• The other two books were by British authors, both of them well known in the thriller genre, and both books had covers which carried enthusiastic puffs from big names.
3.1British An advertisement, especially one exaggerating the value of the goods advertised.
More example sentences
  • Not all statements are contractual in nature as some may be mere representations or commendatory puffs which, if true, lack any legal value.
  • The Big Caff, despite the promotional puff was actually quite small and bleak.
  • This document might in other circumstances not be taken too seriously, and be treated as a mere advertising puff, in which a strict regard for the truth is not to be expected.

verb

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1 [no object] Breathe in repeated short gasps: exercises that make you puff
More example sentences
  • She noticed that she had crawled under the table, puffing and breathing hard.
  • She slid into the seat behind me, huffing and puffing like she was breathing with one lung.
  • Adam swayed back and forth, gasping and puffing.
Synonyms
breathe heavily, pant, blow; gasp, fight for breath
1.1 [with adverbial] (Of a person, engine, etc.) move with short, noisy breaths or bursts of air or steam: the train came puffing in
More example sentences
  • It is a million miles away from the romantic shots of steam trains puffing their way across rural landscapes that most of us are used to.
  • Mist on the mountain draws me back sun on the sea so grand steam trains puffing on the railroad track away in the Isle of Man.
  • And Knysna, where you can board the Outeniqua Choo-Tjoe, a tiny steam train that puffs its way round the lagoon to George, down the coast.
1.2Smoke a pipe, cigarette, or cigar: he puffed on his pipe contentedly
More example sentences
  • One of the remaining models pulled out a cigarette and puffed on it nervously in an attempt to relieve the stress.
  • Gil puffed on his cigarette and sipped his brandy.
  • Candice sat beside him and poked him in the ribs as she puffed on a cigarette, ‘So?’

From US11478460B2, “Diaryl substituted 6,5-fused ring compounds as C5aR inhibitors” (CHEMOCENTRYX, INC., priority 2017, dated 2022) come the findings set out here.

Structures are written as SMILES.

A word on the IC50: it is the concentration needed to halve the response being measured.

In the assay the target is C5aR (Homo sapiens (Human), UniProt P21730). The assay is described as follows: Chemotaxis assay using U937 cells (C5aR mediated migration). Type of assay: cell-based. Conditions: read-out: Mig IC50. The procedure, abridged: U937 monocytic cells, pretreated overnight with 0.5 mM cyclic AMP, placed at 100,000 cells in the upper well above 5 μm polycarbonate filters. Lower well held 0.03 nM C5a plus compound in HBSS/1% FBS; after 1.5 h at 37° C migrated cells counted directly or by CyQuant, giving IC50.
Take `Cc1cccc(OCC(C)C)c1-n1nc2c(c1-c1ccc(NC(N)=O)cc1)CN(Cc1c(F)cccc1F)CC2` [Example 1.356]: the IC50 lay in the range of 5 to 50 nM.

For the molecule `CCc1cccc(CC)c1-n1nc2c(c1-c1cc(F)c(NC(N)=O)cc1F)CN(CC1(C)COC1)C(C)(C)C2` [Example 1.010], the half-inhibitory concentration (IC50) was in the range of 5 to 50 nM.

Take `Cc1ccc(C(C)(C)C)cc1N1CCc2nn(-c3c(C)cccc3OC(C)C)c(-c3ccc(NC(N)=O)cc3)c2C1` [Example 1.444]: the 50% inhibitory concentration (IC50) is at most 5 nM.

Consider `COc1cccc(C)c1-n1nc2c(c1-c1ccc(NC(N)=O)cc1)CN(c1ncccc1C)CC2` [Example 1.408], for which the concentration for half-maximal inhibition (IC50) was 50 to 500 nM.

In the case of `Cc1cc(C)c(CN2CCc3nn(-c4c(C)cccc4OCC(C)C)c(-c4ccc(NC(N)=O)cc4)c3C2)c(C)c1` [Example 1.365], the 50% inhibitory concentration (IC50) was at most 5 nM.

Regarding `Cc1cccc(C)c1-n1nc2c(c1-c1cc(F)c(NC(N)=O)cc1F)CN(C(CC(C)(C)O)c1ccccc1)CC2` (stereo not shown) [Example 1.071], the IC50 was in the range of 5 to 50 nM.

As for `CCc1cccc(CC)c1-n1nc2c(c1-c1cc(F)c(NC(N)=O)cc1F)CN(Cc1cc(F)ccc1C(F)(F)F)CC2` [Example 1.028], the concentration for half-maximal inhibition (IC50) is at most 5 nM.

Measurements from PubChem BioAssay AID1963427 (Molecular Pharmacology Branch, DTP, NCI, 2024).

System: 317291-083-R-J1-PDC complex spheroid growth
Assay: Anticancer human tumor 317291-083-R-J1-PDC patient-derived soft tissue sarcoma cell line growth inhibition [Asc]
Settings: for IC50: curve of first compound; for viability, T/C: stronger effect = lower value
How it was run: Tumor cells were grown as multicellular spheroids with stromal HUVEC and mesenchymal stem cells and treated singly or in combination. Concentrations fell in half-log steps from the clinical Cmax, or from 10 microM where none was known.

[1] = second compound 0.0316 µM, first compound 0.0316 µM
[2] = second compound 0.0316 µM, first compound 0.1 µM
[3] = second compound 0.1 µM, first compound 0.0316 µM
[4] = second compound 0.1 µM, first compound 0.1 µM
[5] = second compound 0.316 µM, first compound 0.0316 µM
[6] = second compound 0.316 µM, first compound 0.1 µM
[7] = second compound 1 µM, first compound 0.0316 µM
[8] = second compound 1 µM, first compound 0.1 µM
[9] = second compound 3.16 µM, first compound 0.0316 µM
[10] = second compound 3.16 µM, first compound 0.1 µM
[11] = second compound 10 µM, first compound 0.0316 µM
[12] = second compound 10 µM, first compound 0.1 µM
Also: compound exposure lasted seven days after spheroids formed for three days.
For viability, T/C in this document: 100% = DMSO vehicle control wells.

Synonyms
smoke, draw on, suck at/on
1.3 [with object] Blow (dust, smoke, or a light object) in a specified direction with a quick breath or blast of air: he lighted his pipe and puffed forth smoke
More example sentences
  • He filled it with tobacco and lit it, puffing the sweet smelling smoke around the car.
  • Boiling pools of dark mysterious liquid puff smoke of rancid sulphur fumes.
  • She puffs some smoke into the younger girl's face to emphasize.
1.4Move through the air in short bursts: his breath puffed out like white smoke
2 (puff something out/up or puff out/up) Cause to swell or become swollen: [with object]: he suddenly sucked his stomach in and puffed his chest out [no object]: when he was in a temper, his cheeks puffed up and his eyes shrank
More example sentences
  • I puffed my cheeks out and blew a gust of air out my mouth in an attempt to get the annoying strand of black hair out my eyes.
  • He's got a real physical presence - his chest is puffed up and it feels like he's taking up too much space.
  • By the time the first fight broke out I was gripped - feathers were puffed up to ensure maximum hard-man appearance and then a very undignified battle ensued, involving lots of running jumps and flapping and pecking.
2.1 (be puffed up) Be conceited: he was never puffed up about his writing
More example sentences
  • Pride is viewed as a negative characteristic, a feeling of conceit or being puffed up with an arrogant superiority.
  • He must not be a recent convert, or he may be puffed up with conceit and fall into the condemnation of the devil.
  • Canada is puffed up that we signed the Kyoto Protocol in the face of a big industry lobby.
3 [with object] Advertise with exaggerated or false praise: publishers have puffed the book on the grounds that it contains new discoveries
More example sentences
  • Sterne then wrote a letter puffing his work which he passed off as the spontaneous praise of the young singer, Catherine Fourmantel, then his mistress.
  • He has not been afraid to publish letters praising his own letters; What We've Lost is puffed in this month's magazine.

Origin

Middle English: imitative of the sound of a breath, perhaps from Old English pyf (noun), pyffan (verb).

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Pronunciation: ˈdɪŋkəm